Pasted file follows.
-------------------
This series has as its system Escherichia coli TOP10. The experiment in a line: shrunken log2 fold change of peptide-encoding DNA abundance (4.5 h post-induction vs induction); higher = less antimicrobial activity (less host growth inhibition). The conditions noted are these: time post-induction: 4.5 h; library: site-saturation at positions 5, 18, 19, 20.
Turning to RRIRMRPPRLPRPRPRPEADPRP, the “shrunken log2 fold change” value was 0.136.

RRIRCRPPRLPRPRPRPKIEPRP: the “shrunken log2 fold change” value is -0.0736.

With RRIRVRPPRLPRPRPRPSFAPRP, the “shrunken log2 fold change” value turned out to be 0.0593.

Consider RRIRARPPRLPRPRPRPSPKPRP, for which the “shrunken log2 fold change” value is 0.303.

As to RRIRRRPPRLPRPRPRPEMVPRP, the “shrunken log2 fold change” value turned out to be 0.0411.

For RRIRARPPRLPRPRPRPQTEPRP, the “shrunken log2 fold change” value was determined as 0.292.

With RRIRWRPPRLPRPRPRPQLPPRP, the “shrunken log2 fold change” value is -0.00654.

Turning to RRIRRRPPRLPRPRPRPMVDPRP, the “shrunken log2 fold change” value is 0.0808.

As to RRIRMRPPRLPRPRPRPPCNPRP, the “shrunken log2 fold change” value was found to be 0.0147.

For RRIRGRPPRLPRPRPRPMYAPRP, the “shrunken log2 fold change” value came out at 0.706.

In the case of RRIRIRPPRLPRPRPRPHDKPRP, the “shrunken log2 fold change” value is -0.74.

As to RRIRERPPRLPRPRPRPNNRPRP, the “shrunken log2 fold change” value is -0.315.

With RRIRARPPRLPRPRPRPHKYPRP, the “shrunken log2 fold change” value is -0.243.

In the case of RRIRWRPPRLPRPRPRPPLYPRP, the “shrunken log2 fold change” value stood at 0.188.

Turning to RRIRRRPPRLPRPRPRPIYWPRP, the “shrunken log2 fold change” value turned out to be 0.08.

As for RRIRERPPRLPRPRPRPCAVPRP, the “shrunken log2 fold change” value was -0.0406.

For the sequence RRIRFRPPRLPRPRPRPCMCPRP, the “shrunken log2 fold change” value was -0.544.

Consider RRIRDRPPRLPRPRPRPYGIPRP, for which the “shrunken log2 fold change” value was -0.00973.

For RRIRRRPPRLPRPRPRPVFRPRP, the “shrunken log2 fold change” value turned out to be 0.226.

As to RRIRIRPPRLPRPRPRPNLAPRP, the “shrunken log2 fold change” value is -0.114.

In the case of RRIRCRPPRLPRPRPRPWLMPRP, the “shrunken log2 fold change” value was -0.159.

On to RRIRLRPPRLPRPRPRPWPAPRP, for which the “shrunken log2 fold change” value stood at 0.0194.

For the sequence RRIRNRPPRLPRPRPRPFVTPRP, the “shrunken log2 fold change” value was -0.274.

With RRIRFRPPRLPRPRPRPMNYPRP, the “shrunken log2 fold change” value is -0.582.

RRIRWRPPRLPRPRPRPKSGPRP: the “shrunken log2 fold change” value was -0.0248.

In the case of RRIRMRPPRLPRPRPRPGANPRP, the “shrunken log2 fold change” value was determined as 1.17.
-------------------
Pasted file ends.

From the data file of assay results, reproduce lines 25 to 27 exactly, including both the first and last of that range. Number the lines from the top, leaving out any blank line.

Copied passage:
With RRIRFRPPRLPRPRPRPMNYPRP, the “shrunken log2 fold change” value is -0.582.

RRIRWRPPRLPRPRPRPKSGPRP: the “shrunken log2 fold change” value was -0.0248.

In the case of RRIRMRPPRLPRPRPRPGANPRP, the “shrunken log2 fold change” value was determined as 1.17.